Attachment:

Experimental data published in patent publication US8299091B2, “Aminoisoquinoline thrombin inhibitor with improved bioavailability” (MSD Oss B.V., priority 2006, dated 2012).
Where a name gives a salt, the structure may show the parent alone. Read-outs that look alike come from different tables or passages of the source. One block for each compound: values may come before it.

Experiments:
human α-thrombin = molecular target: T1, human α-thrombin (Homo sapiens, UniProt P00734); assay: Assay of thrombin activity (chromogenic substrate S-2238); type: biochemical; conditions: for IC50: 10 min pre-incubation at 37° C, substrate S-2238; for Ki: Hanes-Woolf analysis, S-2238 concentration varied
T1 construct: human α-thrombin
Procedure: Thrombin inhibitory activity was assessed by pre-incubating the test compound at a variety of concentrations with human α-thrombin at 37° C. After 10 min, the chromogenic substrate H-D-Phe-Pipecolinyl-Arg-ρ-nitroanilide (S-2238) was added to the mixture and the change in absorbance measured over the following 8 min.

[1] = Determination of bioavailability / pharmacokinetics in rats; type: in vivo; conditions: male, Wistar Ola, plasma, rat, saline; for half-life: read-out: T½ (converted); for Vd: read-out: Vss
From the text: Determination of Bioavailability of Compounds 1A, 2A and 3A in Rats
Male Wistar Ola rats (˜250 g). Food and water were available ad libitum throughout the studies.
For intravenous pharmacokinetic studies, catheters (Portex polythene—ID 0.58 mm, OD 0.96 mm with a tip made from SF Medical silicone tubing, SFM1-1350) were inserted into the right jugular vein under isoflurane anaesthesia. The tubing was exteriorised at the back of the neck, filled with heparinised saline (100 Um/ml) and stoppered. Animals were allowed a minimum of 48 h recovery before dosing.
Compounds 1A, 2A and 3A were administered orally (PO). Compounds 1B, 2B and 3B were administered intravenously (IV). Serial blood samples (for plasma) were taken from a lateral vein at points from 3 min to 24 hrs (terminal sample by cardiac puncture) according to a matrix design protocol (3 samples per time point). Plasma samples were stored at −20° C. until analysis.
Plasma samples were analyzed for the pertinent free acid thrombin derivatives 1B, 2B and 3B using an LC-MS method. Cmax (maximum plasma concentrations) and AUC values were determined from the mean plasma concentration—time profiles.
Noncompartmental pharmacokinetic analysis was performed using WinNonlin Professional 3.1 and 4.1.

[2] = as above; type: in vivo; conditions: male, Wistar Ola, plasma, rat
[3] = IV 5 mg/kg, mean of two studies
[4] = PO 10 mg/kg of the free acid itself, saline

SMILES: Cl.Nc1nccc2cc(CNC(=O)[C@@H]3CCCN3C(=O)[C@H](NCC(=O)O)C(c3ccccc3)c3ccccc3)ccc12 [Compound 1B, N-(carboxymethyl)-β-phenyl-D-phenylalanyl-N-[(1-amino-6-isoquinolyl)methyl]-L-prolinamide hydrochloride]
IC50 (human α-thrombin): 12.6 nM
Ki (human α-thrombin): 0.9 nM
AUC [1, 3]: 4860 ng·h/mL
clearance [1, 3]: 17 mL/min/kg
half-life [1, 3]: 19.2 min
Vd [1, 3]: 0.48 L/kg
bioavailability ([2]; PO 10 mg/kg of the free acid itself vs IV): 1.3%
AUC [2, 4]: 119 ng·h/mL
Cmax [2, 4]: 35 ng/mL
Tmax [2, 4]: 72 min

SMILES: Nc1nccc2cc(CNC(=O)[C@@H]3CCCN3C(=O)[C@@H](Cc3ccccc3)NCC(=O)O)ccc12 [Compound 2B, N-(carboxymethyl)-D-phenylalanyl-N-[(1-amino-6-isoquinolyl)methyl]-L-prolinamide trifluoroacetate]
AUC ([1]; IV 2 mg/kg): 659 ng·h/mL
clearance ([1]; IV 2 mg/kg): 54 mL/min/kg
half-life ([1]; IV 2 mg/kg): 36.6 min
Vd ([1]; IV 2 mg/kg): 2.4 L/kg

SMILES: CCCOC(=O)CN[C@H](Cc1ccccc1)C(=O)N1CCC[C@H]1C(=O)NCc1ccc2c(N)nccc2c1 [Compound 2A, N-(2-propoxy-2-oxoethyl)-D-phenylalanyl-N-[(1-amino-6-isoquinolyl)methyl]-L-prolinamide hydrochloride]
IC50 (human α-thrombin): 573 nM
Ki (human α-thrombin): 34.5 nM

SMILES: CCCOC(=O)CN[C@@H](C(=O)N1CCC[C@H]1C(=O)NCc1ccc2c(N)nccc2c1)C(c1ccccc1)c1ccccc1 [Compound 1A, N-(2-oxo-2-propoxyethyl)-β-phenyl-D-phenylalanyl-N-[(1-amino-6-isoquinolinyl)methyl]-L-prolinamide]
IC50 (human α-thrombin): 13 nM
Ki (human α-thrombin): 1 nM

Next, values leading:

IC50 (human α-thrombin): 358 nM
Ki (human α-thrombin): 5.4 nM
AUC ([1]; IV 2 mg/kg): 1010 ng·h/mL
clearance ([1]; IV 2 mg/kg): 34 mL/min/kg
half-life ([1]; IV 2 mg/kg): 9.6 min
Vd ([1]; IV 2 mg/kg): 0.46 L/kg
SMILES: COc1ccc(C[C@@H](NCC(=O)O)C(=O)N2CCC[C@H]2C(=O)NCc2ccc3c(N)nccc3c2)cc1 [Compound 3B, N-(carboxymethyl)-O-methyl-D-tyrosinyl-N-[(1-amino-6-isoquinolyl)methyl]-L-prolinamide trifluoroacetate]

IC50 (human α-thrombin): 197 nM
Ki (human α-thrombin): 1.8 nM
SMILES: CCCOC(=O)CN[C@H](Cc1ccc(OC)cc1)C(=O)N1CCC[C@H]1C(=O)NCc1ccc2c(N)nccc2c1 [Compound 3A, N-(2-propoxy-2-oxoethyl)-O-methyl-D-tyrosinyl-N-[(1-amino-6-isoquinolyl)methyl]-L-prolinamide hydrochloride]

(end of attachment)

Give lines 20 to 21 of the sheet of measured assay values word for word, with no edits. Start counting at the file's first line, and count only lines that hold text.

AUC [1, 3]: 4860 ng·h/mL
clearance [1, 3]: 17 mL/min/kg